I have some time off so I thought I'd take the opportunity to dive more deeply into the fundamental aspects of web development and work my way through the specification for one of the pillars of the internet, Internet Protocol.
In reading Foundations of Python Network Programming by Rhodes and Goerzen, I was linked to RFC 791: INTERNET PROTOCOL, DARPA Internet Program Protocol Specification. It seems as good a place as any to discover what this whole "internet" thing is. In an effort to really understand the content, I'm taking notes as I work my way through it. The entire document is only 45 pages, we'll see if I can make it in one sitting.
I'll try and make note of any questions as they occur to me and call them out with a top level bullet-point, any subsequent points should be to address those questions as I understand them. It's not the most logical flow but it works for me.
+------+ +-----+ +-----+ +-----+ |Telnet| | FTP | | TFTP| === | ... | +------+ +-----+ +-----+ +-----+ | | | | +-----+ +-----+ +-----+ | TCP | | UDP | === | ... | +-----+ +-----+ +-----+ | | | +--------------------------+----+ | Internet Protocol & ICMP | +--------------------------+----+ | +---------------------------+ | Local Network Protocol | +---------------------------+ Protocol Relationships
In what instances would a local network protocol not use IP (or a higher level protocol such as TCP)?
"The internet protocol can capitalize on the services of its supporting networks to provide various types and qualities of service." What does this refer to specifically? TCP and UDP are all built on IP - what comprises the supporting networks of IP?
"A TCP module would call on the internet module to take a TCP segment as the data portion of an internet datagram". Would it be correct to say TCP is fitted over IP as a more stringent subset?
IP implements two functions, addressing and fragmentation.
At what level of the "stack" does routing fall? Addressing specifies a destination, but there are all manner of routes to a given destination. Is it left to the discretion of the router?
Several examples are given of specific classes (A, B, C) for addresses, differentiated by the network number and local address number (7/24, 14/16, 21/8) respectively. What is the significance of the alternate address classes?
a.b.c.dwere a given IP address, in class A the network ID would be specified by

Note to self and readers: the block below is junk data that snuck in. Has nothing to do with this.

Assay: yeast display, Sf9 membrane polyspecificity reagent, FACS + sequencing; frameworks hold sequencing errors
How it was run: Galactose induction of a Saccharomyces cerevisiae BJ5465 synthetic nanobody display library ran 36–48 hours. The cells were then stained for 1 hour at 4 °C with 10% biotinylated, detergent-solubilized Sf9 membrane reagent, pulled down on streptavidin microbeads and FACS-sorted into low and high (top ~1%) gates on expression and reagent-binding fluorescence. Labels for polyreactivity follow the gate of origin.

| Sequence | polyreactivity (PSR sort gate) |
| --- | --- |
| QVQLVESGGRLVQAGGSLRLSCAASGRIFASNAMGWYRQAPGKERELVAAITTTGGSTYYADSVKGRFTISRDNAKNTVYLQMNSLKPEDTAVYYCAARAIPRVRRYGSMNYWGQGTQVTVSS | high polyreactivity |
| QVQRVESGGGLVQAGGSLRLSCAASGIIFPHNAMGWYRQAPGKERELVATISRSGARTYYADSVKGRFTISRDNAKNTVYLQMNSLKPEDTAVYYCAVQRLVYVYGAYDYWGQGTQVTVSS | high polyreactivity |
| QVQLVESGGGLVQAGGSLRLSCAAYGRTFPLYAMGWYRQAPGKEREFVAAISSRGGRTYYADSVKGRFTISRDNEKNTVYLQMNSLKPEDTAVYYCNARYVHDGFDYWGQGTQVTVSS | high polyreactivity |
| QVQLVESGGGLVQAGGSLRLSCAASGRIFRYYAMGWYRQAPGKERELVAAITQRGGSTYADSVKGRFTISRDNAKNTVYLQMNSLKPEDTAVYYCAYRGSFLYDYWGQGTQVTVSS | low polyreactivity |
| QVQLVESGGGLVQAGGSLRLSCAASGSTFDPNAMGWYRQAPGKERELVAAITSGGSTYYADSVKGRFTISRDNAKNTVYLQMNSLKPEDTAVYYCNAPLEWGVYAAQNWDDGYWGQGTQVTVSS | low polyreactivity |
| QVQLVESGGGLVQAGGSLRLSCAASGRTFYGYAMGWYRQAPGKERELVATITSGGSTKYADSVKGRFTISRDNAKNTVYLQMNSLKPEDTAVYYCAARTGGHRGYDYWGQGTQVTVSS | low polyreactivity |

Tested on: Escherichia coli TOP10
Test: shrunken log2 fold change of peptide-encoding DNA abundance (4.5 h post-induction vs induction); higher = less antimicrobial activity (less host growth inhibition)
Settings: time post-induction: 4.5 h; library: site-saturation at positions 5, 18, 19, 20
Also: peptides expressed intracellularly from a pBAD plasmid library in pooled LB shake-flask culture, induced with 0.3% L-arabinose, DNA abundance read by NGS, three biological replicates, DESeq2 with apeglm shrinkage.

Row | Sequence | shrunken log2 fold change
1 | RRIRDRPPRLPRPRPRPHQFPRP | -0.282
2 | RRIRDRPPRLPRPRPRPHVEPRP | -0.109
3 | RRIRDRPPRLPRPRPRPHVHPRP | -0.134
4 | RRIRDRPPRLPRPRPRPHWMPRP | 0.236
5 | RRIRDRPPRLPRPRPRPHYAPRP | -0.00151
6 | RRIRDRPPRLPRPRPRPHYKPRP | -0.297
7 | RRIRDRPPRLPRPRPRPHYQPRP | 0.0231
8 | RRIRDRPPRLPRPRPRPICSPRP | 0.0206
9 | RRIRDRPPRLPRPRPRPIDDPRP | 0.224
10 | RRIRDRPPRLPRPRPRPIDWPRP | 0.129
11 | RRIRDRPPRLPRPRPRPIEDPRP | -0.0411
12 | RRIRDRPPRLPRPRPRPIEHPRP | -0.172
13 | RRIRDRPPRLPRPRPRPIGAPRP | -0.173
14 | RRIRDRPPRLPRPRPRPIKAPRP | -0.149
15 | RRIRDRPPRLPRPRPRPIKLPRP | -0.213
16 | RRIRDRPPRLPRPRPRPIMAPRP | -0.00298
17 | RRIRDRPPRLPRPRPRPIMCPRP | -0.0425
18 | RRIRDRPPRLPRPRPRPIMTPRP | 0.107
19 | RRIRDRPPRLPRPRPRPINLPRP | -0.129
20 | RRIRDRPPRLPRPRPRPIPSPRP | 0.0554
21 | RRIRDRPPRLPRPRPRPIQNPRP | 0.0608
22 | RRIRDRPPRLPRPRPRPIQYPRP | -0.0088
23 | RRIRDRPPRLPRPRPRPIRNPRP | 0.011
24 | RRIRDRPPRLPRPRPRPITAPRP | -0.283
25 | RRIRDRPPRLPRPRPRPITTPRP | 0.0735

b.c.dwere for a host ID. Class C would be the inverse, with
a.b.cused to identify the network ID and
dfor the host ID.
Fragmentation is necessary when traversing any network that limits packets to a smaller size than any previous step along the route.
Has the utility of small networks declined with advances in technology (since 1981)?
Fragmented datagrams include an identification field in order to reassemble, if IP makes no provision for sequencing, how are fragmented datagrams reassembled?
If a portion of a fragmented datagram is lost or malformed, is the whole datagram discarded?
A recursive fragmentation procedure is outlined:
if total_length <= maximum_transmission_unit submit datagram to next step in datagram processing elif dont_fragment == 1 discard_datagram else copy_original_header old_header_length = header_length old_total_length = total_length old_fragment_offset = fragment_offset old_more_fragment_flag = more_fragments_flag number_fragment_blocks = (maximum_transmission_unit - header_length * 4) / 8 Attach the first number_fragment_blocks * 8 data octets # Correct the header: more_fragments_flag = 1 total_length = (header_length * 4) + (number_fragment_blocks * 8) recompute_checksum return fragment # submit this fragment to the next step in datagram # processing # To produce the second fragment: selectively_copy_internet_header # some options are not copied, see option # definitions append_remaining_data # Correct the header: header_length = (((old_header_length * 4) - (length of options not copied)) + 3) / 4 total_length = old_total_length - (number_fragment_blocks * 8) - ((old_header_length - header_length) * 4) fragment_offset = old_fragment_offset + number_fragment_blocks more_fragments_flag = old_more_fragment_flag recompute_checksum recur
The number of potential failure points in fragmentation and reassembly, as well as the lack of any kind of error handling (specifically around recomputing checksums) is, for me, reminiscent of the Unix Philosophy 1 (I've since found that this is not a novel idea 2). Error handling is left out of the specification and is deferred to the interfaces - I'm curious how thoroughly this is addressed in the TCP specification, or any of the protocols built on IP.